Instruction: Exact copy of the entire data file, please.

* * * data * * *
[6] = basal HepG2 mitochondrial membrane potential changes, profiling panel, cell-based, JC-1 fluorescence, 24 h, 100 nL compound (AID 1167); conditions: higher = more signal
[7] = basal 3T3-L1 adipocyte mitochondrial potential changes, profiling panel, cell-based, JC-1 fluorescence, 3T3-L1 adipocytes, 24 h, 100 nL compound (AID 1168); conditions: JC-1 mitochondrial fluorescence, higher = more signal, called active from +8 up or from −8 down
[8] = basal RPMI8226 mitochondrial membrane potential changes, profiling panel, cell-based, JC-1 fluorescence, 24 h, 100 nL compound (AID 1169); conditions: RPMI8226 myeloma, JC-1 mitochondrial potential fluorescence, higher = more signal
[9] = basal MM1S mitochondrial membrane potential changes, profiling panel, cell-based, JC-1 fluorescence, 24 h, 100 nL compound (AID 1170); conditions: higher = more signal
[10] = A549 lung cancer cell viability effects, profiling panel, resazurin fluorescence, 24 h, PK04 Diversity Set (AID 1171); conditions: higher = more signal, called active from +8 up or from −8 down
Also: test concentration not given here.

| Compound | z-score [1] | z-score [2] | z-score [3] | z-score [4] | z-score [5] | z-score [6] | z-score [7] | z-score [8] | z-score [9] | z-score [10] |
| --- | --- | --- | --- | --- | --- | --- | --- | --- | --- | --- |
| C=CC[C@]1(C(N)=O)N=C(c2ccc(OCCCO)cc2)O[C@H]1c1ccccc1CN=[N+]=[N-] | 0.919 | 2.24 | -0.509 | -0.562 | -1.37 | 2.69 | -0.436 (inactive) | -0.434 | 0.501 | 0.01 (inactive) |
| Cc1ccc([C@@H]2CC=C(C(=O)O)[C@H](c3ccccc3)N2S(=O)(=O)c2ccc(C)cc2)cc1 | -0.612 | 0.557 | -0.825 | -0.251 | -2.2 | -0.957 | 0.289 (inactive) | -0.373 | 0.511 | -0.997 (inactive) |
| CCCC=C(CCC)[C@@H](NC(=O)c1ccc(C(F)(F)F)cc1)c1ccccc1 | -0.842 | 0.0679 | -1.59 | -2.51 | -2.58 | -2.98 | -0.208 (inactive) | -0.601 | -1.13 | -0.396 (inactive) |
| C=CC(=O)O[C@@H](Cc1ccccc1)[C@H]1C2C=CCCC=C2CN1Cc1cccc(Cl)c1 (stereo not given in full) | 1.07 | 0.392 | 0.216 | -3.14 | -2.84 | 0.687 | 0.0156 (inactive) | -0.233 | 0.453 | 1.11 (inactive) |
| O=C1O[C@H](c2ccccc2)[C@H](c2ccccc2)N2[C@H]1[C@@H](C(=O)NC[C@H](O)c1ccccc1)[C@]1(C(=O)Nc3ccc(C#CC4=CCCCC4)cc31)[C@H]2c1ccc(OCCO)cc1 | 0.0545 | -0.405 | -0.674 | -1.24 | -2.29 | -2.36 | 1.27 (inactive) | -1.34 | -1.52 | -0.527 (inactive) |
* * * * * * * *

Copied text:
[6] = basal HepG2 mitochondrial membrane potential changes, profiling panel, cell-based, JC-1 fluorescence, 24 h, 100 nL compound (AID 1167); conditions: higher = more signal
[7] = basal 3T3-L1 adipocyte mitochondrial potential changes, profiling panel, cell-based, JC-1 fluorescence, 3T3-L1 adipocytes, 24 h, 100 nL compound (AID 1168); conditions: JC-1 mitochondrial fluorescence, higher = more signal, called active from +8 up or from −8 down
[8] = basal RPMI8226 mitochondrial membrane potential changes, profiling panel, cell-based, JC-1 fluorescence, 24 h, 100 nL compound (AID 1169); conditions: RPMI8226 myeloma, JC-1 mitochondrial potential fluorescence, higher = more signal
[9] = basal MM1S mitochondrial membrane potential changes, profiling panel, cell-based, JC-1 fluorescence, 24 h, 100 nL compound (AID 1170); conditions: higher = more signal
[10] = A549 lung cancer cell viability effects, profiling panel, resazurin fluorescence, 24 h, PK04 Diversity Set (AID 1171); conditions: higher = more signal, called active from +8 up or from −8 down
Also: test concentration not given here.

| Compound | z-score [1] | z-score [2] | z-score [3] | z-score [4] | z-score [5] | z-score [6] | z-score [7] | z-score [8] | z-score [9] | z-score [10] |
| --- | --- | --- | --- | --- | --- | --- | --- | --- | --- | --- |
| C=CC[C@]1(C(N)=O)N=C(c2ccc(OCCCO)cc2)O[C@H]1c1ccccc1CN=[N+]=[N-] | 0.919 | 2.24 | -0.509 | -0.562 | -1.37 | 2.69 | -0.436 (inactive) | -0.434 | 0.501 | 0.01 (inactive) |
| Cc1ccc([C@@H]2CC=C(C(=O)O)[C@H](c3ccccc3)N2S(=O)(=O)c2ccc(C)cc2)cc1 | -0.612 | 0.557 | -0.825 | -0.251 | -2.2 | -0.957 | 0.289 (inactive) | -0.373 | 0.511 | -0.997 (inactive) |
| CCCC=C(CCC)[C@@H](NC(=O)c1ccc(C(F)(F)F)cc1)c1ccccc1 | -0.842 | 0.0679 | -1.59 | -2.51 | -2.58 | -2.98 | -0.208 (inactive) | -0.601 | -1.13 | -0.396 (inactive) |
| C=CC(=O)O[C@@H](Cc1ccccc1)[C@H]1C2C=CCCC=C2CN1Cc1cccc(Cl)c1 (stereo not given in full) | 1.07 | 0.392 | 0.216 | -3.14 | -2.84 | 0.687 | 0.0156 (inactive) | -0.233 | 0.453 | 1.11 (inactive) |
| O=C1O[C@H](c2ccccc2)[C@H](c2ccccc2)N2[C@H]1[C@@H](C(=O)NC[C@H](O)c1ccccc1)[C@]1(C(=O)Nc3ccc(C#CC4=CCCCC4)cc31)[C@H]2c1ccc(OCCO)cc1 | 0.0545 | -0.405 | -0.674 | -1.24 | -2.29 | -2.36 | 1.27 (inactive) | -1.34 | -1.52 | -0.527 (inactive) |